#1
Hi there!

I am seriously considering upgrading my cutaway dreadnought Korg MF710 to something bluesier, ragtime'ish - maybe in 8-10 months time I will have the money to do it.

... And so I have come across Takamine's Pro 3 series. I have tried (and loved) P3NY... But it sort of needs a wider neck and maybe it has a couple of frets too much for what I want to use it for... Hence I have found the CP3NYK on Takamine.com here: http://www.takamine.com/product-details?id=865

I love it (in theory) but have no way to get to try it anywhere near my home... Does anyone have any experience with this particular guitar or know of an online review? Google knows nothing about it... :-(

Thanks

Allan
#2
Welcome to the forum.

Koa and cedar should be a nice combination for a fingerpicker, but I would never choose Takamine in that price range, and I don't like pinless bridges on steel strings. I would be going for something with a resettable neck, - particularly Taylor - or Martin or maybe a Gibson Blues King. But it is as well to remember that the old blues players weren't too fussy about what kind of guitar they played.

I play fingerpicked blues, and I'm happy with dread-sized guitars provided they aren't too open-sounding. Here in Oz a lot of older Matons fit the bill nicely.
#3
Quote by Tony Done
... but I would never choose Takamine in that price range ... I would be going for something with a resettable neck.


Thanks for welcoming me.

I get the part about the part about the pinless bridge but can You please elaborate upon the resettable neck? Doesn't it have a truss rod?

Allan
#4
The geometry of acoustic guitars, ie action height, deteriorates over time due to string tension. The length of time varies a lot, from a year ot two to decades.This is compensated first by lowering the saddle, and when that runs out by resetting the neck at a higher angle. Some makes, such as Taylor, are very easy and cheap to reset, others are more or less difficult and expensive, and some that are epoxy jointed are very difficult even if you can find someone who can do it. I know that I'm a bit OCD about this, but I've never liked the idea of spending money on cosmetics, timber etc on reasonably expensive guitars if the basic repairability isn't there.

I'm sure it has a truss rod, but that isn't the issue in this case.
#5
Quote by Tony Done
The geometry of acoustic guitars, ie action height, deteriorates over time due to string tension. The length of time varies a lot, from a year ot two to decades.This is compensated first by lowering the saddle, and when that runs out by resetting the neck at a higher angle. Some makes, such as Taylor, are very easy and cheap to reset, others are more or less difficult and expensive, and some that are epoxy jointed are very difficult even if you can find someone who can do it. I know that I'm a bit OCD about this, but I've never liked the idea of spending money on cosmetics, timber etc on reasonably expensive guitars if the basic repairability isn't there.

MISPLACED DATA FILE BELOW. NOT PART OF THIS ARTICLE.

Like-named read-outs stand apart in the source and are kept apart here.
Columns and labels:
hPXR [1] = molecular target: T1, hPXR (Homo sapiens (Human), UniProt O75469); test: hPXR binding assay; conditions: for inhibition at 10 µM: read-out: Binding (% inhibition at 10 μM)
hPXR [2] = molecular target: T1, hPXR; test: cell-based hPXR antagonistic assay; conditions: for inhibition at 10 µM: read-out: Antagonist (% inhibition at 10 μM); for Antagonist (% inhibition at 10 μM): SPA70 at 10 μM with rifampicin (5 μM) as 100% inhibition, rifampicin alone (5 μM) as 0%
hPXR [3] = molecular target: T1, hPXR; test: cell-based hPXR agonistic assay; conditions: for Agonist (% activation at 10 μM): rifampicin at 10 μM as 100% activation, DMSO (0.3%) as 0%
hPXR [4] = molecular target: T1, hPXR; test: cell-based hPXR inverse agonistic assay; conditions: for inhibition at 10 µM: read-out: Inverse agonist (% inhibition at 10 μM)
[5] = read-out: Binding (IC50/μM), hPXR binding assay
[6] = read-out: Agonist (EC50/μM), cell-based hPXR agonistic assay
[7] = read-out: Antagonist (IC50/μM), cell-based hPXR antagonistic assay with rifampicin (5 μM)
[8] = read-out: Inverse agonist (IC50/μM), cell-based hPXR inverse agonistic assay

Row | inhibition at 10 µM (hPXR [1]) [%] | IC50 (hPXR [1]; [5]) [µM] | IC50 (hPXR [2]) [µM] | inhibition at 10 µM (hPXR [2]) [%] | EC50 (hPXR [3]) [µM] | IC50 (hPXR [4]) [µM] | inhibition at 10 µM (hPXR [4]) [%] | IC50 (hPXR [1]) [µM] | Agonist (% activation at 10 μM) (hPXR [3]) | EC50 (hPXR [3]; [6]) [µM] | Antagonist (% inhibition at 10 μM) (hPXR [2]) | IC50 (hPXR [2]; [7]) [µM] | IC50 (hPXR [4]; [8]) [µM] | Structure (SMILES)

I'm sure it has a truss rod, but that isn't the issue in this case.


I learned a lot right there. Thanks!
#6
Quote by Tony Done
Welcome to the forum.

Koa and cedar should be a nice combination for a fingerpicker, but I would never choose Takamine in that price range, and I don't like pinless bridges on steel strings. I would be going for something with a resettable neck, - particularly Taylor - or Martin or maybe a Gibson Blues King. But it is as well to remember that the old blues players weren't too fussy about what kind of guitar they played.

I play fingerpicked blues, and I'm happy with dread-sized guitars provided they aren't too open-sounding. Here in Oz a lot of older Matons fit the bill nicely.


Depends where you live though. In Europe a Martin or Taylor is severely overpriced because of taxes. You can get a 1st tier caliber Takamine over a 3rd tier Taylor or Martin. In America? You have a point. Martin & Taylor are awesome American guitars at dirt cheap prices. I see your point. Let me say this though, I am a Takamine fan. I traded a broken DSL40C for an old Takamine EG523SC 2 years ago & I do not regret that trade one bit. I don't think I'd buy one brand new, but second hand they are great value. I love my Takamine. Every bit as good or even better than Martin or Taylor, but it just doesn't have that name brand Coca Cola image.
Some see the glass half full, others see the glass half empty. Me? I see that the glass is refillable.
#7
Quote by NewDayHappy
Depends where you live though. In Europe a Martin or Taylor is severely overpriced because of taxes.


Yes... Unfortunately (speaking of guitars that is) I live i Europe. I am quite sure a Martin (above HPL level) would look good on me but unfortunately using that much money is out of the question. The are ridiculously expensive!

Thanks for sharing Your opinion on Takamine!
#8
AllanAnd

No problem, Alan! Good luck!
Some see the glass half full, others see the glass half empty. Me? I see that the glass is refillable.